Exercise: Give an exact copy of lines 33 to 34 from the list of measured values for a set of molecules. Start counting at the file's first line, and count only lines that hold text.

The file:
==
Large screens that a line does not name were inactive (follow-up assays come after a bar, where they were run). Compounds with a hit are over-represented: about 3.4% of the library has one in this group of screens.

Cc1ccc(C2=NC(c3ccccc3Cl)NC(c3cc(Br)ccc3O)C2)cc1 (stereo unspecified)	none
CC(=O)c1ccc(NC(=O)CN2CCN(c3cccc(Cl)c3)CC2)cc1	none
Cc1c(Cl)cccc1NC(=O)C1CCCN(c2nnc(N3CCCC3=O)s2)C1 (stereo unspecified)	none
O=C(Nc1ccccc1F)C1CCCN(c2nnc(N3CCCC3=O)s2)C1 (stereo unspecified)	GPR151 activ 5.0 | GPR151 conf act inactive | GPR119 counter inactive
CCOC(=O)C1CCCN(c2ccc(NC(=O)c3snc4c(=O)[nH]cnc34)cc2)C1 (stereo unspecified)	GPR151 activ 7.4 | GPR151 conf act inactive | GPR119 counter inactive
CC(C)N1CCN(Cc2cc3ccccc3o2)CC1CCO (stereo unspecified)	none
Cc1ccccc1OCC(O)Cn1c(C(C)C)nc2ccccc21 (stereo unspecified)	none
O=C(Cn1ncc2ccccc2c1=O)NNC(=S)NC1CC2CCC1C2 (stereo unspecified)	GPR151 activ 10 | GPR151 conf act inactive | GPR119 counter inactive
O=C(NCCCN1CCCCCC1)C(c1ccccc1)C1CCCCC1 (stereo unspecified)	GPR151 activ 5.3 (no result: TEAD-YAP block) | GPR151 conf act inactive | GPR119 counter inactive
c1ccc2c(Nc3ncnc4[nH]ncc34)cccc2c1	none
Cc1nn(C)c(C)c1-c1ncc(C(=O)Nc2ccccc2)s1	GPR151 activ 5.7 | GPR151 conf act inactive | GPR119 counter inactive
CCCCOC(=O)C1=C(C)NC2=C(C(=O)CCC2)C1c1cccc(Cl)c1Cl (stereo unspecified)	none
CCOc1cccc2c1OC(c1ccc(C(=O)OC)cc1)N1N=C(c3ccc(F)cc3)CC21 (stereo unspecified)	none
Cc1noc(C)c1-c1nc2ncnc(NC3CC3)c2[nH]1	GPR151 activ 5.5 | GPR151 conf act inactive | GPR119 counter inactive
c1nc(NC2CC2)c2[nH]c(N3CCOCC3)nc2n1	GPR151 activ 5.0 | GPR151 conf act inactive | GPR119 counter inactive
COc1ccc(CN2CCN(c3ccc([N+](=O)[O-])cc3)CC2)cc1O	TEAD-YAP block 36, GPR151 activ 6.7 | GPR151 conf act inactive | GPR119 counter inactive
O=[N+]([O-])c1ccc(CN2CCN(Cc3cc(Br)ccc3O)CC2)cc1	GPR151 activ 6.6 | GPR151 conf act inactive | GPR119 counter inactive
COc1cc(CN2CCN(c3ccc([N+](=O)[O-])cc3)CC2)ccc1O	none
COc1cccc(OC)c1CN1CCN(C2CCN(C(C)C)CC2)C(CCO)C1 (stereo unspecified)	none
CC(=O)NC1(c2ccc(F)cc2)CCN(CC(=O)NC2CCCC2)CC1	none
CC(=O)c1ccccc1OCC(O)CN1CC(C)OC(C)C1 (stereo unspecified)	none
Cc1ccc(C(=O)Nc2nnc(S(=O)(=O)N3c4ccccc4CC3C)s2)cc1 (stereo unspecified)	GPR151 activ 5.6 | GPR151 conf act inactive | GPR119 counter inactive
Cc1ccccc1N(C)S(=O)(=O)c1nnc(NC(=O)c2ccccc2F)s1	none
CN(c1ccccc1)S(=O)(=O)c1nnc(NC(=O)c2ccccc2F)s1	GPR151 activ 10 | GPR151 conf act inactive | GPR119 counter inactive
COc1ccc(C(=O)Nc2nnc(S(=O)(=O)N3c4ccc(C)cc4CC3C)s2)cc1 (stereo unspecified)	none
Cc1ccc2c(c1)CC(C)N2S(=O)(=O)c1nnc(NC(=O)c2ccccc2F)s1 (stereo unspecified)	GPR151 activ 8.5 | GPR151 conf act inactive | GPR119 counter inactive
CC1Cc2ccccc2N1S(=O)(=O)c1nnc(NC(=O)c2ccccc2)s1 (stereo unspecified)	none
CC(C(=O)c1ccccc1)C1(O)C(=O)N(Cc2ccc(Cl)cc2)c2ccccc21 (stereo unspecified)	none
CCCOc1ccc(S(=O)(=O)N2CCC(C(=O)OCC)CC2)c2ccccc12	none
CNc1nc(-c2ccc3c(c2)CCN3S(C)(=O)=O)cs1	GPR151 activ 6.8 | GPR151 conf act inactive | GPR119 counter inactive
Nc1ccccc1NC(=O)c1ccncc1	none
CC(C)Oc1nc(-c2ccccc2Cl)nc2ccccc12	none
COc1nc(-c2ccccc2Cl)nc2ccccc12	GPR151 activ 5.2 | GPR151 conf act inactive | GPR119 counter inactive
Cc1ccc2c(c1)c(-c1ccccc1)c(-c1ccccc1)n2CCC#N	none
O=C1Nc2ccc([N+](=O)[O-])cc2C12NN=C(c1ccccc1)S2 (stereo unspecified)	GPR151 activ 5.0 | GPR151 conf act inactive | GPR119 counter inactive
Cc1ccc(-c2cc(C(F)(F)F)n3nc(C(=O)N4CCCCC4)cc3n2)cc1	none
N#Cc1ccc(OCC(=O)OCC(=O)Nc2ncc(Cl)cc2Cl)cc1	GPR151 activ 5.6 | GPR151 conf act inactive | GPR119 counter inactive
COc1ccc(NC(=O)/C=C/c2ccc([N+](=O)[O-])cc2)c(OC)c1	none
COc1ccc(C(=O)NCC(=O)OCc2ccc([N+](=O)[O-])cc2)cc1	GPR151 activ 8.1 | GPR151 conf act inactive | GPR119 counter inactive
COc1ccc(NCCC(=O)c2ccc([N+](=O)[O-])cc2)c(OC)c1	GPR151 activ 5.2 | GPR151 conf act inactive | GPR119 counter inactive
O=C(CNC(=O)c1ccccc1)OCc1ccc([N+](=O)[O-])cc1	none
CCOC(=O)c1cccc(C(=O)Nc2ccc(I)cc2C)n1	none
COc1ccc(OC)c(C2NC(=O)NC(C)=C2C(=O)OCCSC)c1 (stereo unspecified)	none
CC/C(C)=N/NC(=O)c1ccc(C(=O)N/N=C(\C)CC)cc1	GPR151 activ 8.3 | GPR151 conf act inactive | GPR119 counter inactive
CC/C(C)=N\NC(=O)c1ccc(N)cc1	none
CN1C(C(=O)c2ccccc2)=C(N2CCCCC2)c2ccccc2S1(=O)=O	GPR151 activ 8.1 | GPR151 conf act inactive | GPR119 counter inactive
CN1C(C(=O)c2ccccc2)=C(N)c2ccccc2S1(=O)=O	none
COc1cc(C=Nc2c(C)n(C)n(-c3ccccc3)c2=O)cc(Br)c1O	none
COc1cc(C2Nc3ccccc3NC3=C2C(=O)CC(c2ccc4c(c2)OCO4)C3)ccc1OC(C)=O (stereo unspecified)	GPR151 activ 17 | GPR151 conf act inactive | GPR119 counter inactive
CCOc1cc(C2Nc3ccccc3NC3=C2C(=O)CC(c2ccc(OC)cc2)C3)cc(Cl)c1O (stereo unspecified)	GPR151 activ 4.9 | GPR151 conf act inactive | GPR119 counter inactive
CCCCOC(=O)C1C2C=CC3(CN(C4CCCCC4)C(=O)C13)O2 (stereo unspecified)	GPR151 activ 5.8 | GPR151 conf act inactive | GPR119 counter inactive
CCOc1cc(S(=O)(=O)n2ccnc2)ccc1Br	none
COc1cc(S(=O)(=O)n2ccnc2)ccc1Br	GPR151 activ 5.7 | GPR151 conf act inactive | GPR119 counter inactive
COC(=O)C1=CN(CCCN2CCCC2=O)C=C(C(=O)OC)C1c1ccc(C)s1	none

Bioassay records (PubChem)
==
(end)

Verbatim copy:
CC(C)Oc1nc(-c2ccccc2Cl)nc2ccccc12	none
COc1nc(-c2ccccc2Cl)nc2ccccc12	GPR151 activ 5.2 | GPR151 conf act inactive | GPR119 counter inactive